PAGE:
In fact, the Applied Research Center published a study in 2004 entitled Short Changed: Foundation Giving and Communities of Color. A major finding in the study was that “grants to communities of color fell from a peak of nearly 10 percent of all grants in 1998 to 7 percent in 2001.” The findings coincide with data from the National Committee for Responsive Philanthropy and with the work of former Secretary of Labor Robert Reich, who estimates that a mere 10 percent of philanthropic dollars reach the poor and underserved. The Greenlining Institute, a multi-ethnic public policy institute in California where I am the incoming executive director, followed up with a report in 2006 that found a mere 3.6 percent of grants in 2004 invested in organizations led by people of color.

Despite this history, the foundation community has disputed these studies, attacking them on the grounds of what they call poor methodology and unreliable data.  At Greenlining, we requested meetings with foundations on numerous occasions to determine what the best methodology would be for tracking grants to communities of color, but we didn’t receive a response. And on many occasions, we requested diversity data from foundations, only to be turned away or completed ignored. These, of course, being the same foundations that demand diversity data from prospective grantees.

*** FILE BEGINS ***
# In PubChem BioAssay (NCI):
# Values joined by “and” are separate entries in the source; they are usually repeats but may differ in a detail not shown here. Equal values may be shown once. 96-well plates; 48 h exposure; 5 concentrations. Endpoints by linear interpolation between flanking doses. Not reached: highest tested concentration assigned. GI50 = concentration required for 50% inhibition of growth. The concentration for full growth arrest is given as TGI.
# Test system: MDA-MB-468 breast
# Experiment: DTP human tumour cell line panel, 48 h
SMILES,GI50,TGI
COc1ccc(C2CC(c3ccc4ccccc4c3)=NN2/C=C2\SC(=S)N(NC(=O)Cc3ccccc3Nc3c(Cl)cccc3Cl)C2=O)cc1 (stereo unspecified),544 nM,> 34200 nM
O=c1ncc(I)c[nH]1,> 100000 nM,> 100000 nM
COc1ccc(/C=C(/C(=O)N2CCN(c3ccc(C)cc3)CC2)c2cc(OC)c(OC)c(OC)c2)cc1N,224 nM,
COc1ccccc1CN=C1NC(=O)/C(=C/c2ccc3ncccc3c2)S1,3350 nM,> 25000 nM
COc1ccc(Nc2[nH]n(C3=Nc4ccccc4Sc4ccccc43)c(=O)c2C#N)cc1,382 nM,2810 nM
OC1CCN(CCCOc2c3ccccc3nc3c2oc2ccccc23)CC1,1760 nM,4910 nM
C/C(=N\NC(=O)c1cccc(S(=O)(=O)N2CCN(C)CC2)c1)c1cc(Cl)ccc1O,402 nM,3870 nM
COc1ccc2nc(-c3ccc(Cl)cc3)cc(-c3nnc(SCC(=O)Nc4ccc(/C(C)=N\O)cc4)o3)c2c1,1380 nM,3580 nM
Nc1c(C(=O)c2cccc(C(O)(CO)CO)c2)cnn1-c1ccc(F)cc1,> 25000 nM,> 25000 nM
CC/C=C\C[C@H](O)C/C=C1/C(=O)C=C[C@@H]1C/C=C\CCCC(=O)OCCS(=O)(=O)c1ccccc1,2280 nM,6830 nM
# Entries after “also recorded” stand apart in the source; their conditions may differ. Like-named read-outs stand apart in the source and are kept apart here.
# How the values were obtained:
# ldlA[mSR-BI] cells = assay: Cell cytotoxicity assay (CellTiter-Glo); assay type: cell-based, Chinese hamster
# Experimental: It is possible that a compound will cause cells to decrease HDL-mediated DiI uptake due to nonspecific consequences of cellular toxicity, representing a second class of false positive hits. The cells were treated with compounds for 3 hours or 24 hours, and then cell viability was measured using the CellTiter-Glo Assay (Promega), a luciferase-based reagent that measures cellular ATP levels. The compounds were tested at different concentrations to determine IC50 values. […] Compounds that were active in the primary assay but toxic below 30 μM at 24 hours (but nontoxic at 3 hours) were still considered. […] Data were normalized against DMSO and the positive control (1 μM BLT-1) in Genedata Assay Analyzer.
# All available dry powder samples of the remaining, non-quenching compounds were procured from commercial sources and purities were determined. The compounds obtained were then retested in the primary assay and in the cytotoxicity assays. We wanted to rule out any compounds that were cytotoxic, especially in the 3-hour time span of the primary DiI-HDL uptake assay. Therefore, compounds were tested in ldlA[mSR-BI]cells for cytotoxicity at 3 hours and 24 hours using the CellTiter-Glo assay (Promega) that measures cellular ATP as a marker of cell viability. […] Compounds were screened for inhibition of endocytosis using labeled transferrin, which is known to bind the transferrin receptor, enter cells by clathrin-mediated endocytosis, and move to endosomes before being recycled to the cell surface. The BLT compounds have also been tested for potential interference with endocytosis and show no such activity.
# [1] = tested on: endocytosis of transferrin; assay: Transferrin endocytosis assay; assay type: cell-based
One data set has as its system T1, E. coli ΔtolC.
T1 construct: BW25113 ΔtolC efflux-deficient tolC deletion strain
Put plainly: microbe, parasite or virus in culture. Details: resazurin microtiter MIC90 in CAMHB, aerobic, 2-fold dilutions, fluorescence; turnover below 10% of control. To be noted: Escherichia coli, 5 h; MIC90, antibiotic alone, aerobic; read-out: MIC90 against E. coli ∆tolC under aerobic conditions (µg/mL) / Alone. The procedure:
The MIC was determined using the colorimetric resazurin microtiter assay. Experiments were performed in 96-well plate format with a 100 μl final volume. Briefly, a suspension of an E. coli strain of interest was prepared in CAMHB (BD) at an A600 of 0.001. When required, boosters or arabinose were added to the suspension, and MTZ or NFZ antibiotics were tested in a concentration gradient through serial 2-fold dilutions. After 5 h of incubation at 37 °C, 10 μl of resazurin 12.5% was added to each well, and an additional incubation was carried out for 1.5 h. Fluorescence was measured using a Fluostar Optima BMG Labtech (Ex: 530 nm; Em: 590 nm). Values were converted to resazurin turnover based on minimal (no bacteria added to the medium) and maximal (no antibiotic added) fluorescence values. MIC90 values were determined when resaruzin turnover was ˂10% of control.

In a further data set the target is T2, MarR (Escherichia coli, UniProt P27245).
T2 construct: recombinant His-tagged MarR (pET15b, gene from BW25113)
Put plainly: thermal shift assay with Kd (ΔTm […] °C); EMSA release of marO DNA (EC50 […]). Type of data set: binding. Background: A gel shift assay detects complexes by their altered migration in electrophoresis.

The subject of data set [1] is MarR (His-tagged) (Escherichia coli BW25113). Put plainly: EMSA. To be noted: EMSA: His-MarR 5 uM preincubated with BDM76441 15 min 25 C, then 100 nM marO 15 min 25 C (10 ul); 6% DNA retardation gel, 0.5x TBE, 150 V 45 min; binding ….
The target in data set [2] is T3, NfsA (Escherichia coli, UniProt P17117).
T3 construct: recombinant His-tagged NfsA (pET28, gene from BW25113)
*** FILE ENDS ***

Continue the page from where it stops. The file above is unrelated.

Given the methodology disputes and lack of cooperation from foundations in sharing data, leaders in the California state legislature introduced The Foundation Diversity and Transparency Act (A.B. 624) that would have required foundations with assets of $250 million and more to report basic diversity data on an annual basis. Had it passed, it would be the first of its kind in the nation. Instead, a compromise was brokered in June. Ten of California’s largest foundations agreed to come up with a plan by the end of this year to invest millions in nonprofit organizations that are led by and that serve people of color. They also agreed, at least on paper, to diversity and to nurturing a new generation of leaders from communities of color.

Yes, many of you might be rightly asking, “Where are the details?” I agree. The details are vague, but the promise and commitment from the 10 foundations are strong, and I will be one of many who will work diligently to ensure that this historic partnership is not for communities of color but rather with communities of color. This is an important distinction that will lead either to the success or failure of this important campaign.